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Opinion: The lean year

AM piquen March 10
"Mortgage rates, food, gas and everything else is going up with inflation, which has doubled. Some 53 per cent of Canadians are nervous they aren’t going to be able to pay their bills and put food on the table."

I’ve always had a complicated relationship with money, best described by the fact that I will happily eat peanut butter and banana sandwiches for lunch every day to economize and then spend hundreds of dollars on a new gadget I will never have time to learn, much less enjoy. 

I won’t replace a 15-year-old puffy coat that blizzards goose down everywhere I go but will happily blow $12/month on Disney+ to watch reruns of Scrubs. I know enough math to calculate how much my savings are losing value relative to inflation but will also buy lottery tickets with odds of 33 million to one.

I know the value of a dollar. But I also kind of don’t. 

I grew up in a middle-class family where money wasn’t an issue—we didn’t waste it, but we also didn’t worry. Then my father lost his job, one of the many neighbourhood dads laid off in the deep recession that hit Toronto particularly badly in the early ’90s. Men who wore tailored suits and carried briefcases to their executive jobs on Bay Street found new careers in the dairy section or mixing paint at the local hardware store—and those were the lucky ones. 

Suddenly money became a lot more important, and the stress of not having any eventually led to the separation of my parents, the sale of our house, and years of poverty.   

I spent my college years, and years after, in a perpetual state of boom and bust, feast and famine, splurge and purge. I earned money at various jobs, but never enough, and gradually sank into debt—student loan and credit cards mostly—that stressed me out if I slowed down enough to think about it. It’s hard to know what the low point was; I’ve slept in cars and the floor of my grandmother’s pad in the seniors’ home; lived off onions and bouillon cubes for a week; made use of food banks; sold some of my dad’s antique duck decoys to pay debt collectors; and once used a borrowed car to round up bottles from year-end parties around campus so I could afford a train ticket home. It wasn’t fun.  

I mention all of this because we’re entering a period of extreme inflation. Mortgage rates, food, gas and everything else is going up with inflation, which has doubled. Some 53 per cent of Canadians are nervous they aren’t going to be able to pay their bills and put food on the table.

Ordinarily I’d be panicked, but through my trials and tribulations I actually learned how to keep to a budget, coming up with an easy and realistic system that has worked for me and may work for you as well. 

I call it Threshold Budgeting, and it’s even less exciting than it sounds. 

First, you need to know what your income works out to on a daily basis. If you’re on salary, multiply your after-tax pay by your 24 or 26 pay periods, then divide that number by 365. If you’re hourly, average out your pay for the last 10 or so paydays to estimate your annual and daily earnings.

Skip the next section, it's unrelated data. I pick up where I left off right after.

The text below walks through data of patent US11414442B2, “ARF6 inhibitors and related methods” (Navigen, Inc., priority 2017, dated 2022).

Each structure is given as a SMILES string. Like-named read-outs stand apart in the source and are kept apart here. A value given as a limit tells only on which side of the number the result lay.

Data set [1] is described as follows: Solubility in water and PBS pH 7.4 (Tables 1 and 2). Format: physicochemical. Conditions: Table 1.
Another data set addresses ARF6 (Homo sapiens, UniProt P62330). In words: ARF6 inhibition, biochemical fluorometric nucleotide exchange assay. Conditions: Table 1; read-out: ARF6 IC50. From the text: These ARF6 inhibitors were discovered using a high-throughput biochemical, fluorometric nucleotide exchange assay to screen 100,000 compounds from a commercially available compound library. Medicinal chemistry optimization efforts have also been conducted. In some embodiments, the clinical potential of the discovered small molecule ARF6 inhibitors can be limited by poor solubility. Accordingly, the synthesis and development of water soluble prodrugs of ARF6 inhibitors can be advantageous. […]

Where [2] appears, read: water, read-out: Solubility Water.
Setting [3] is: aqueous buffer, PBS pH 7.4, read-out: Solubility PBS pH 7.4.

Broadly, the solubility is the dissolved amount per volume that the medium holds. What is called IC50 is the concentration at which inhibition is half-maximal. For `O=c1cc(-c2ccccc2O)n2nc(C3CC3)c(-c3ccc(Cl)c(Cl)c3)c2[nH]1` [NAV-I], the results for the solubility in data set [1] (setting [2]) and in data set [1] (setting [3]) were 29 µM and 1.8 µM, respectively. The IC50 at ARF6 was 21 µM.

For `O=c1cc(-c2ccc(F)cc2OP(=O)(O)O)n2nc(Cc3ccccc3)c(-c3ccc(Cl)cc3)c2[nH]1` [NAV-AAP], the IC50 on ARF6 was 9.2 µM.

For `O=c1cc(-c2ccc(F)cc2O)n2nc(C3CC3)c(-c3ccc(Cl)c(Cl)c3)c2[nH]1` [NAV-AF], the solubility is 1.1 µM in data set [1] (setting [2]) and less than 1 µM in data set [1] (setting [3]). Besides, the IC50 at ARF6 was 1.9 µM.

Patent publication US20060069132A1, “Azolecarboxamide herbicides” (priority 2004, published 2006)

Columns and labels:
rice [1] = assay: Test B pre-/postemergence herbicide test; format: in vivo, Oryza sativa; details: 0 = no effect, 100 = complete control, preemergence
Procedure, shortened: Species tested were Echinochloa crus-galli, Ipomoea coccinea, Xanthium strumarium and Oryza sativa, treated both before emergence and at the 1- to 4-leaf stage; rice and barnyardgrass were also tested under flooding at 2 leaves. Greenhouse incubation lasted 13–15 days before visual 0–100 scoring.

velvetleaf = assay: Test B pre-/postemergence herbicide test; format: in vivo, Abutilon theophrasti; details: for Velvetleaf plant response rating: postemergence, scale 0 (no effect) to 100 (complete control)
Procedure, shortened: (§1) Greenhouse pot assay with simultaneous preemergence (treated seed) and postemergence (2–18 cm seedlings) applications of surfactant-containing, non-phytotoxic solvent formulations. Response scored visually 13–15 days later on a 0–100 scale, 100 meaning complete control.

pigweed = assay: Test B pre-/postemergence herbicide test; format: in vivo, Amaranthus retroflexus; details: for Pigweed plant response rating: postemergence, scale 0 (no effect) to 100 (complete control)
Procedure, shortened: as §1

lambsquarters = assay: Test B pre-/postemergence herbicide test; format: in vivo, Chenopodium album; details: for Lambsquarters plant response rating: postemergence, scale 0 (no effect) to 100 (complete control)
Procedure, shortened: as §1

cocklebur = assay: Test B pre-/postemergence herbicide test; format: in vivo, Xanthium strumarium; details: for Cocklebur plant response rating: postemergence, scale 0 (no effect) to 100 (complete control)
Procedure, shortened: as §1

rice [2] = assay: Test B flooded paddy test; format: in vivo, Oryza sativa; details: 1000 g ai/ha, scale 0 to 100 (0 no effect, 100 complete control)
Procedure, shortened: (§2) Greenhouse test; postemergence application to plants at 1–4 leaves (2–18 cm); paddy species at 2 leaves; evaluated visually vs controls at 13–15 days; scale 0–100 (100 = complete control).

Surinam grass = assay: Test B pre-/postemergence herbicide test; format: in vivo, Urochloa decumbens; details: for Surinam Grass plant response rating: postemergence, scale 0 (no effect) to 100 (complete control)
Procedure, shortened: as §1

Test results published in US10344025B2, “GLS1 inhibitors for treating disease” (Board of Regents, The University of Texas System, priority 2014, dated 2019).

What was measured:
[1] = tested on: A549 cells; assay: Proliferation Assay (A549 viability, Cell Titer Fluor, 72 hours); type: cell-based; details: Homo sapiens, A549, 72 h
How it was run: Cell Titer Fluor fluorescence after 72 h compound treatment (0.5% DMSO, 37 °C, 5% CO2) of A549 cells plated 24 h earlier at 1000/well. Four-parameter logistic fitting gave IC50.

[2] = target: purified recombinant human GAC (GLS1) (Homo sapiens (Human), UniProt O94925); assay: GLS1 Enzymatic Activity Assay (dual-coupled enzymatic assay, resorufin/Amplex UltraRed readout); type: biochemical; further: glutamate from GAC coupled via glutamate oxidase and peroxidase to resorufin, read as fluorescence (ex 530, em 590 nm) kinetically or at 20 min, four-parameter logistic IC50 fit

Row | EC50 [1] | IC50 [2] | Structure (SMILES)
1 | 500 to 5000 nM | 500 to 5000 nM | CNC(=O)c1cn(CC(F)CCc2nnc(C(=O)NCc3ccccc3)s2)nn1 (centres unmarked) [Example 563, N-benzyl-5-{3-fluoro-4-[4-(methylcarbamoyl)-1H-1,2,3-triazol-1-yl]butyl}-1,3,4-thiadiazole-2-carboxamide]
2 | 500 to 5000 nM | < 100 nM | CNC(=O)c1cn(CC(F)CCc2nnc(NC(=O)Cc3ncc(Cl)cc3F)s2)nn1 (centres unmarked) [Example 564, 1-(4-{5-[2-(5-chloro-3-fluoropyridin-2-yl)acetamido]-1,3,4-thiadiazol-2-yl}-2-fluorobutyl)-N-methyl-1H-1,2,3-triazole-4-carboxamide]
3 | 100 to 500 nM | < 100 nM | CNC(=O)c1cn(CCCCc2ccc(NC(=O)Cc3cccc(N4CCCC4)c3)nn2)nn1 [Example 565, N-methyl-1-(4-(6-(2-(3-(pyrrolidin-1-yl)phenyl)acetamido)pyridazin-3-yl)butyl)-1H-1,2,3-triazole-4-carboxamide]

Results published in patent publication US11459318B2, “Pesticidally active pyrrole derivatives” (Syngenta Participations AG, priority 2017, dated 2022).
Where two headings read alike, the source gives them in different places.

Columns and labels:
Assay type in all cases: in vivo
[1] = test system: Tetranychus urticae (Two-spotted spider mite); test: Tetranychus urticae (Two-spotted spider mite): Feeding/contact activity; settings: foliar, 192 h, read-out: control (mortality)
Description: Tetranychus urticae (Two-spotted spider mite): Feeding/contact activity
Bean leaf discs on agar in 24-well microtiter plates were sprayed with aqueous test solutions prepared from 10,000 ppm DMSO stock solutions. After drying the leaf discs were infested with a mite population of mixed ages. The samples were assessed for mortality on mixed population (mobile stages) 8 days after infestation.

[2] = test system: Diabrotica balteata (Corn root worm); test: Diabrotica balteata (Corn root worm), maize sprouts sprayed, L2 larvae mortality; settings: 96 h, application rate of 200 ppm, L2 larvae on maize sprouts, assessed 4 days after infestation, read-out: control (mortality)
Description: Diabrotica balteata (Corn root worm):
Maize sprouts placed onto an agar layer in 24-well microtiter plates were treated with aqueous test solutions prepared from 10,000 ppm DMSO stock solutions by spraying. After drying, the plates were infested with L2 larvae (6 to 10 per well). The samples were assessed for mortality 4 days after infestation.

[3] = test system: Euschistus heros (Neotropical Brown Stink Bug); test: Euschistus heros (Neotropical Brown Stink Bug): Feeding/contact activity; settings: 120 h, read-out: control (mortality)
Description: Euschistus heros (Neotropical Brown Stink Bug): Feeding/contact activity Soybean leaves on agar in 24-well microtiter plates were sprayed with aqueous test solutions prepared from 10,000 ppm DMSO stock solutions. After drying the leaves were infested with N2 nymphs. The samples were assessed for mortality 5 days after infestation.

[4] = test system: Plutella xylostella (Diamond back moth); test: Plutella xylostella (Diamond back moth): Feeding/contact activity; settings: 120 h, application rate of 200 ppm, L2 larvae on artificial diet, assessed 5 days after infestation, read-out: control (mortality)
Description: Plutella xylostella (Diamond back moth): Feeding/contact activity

Next, you need to add up your fixed costs—mortgage, rent, loan payments, phone and internet plans, insurance premiums, utilities (get on an equal payment plan), subscriptions, prescriptions, memberships, savings programs, ski passes, etc. All the expenses you can predict. Multiply the total to get to one year and then divide by 365. 

Use a spreadsheet so you can adjust these numbers as they change over time. Free versions of Excel, Google and Numbers will work.  

The final step is to subtract your daily fixed costs from your daily fixed income to find out your “threshold.” That represents all the money you have for all the other less predictable and sometimes optional expenses in your life—groceries, restaurants, gas, entertainment, clothes, sporting goods, you name it.

Let’s say you come up with a daily threshold of $60. That’s not a lot and it’s a safe bet you’re going to go over on the days you buy gas or go grocery shopping. Let’s say on day one you spend $130, so right away you know you’re heading into day two over budget by $70. The next day you buy a sandwich and a beer for $20, which means after two days you’ve earned $120, spent $150, and are now $30 in the hole. The next day you spend nothing so you end day three with a positive balance of $30. When you wake up on day four you’ll have $90 available.

This system works for me because I can track the numbers in my head. I don’t need to keep receipts or check my credit card statement, or even know where my money is going—I just need to know if I’m up or down so I can make better decisions. Other budgets never worked for me because I never really knew where I stood until it was the end of the month and it was already too late to cut back. Most of us get paid two or three times a month but we spend money almost every day. 

I used to be afraid to check my bank account. Now I’m just afraid of Putin.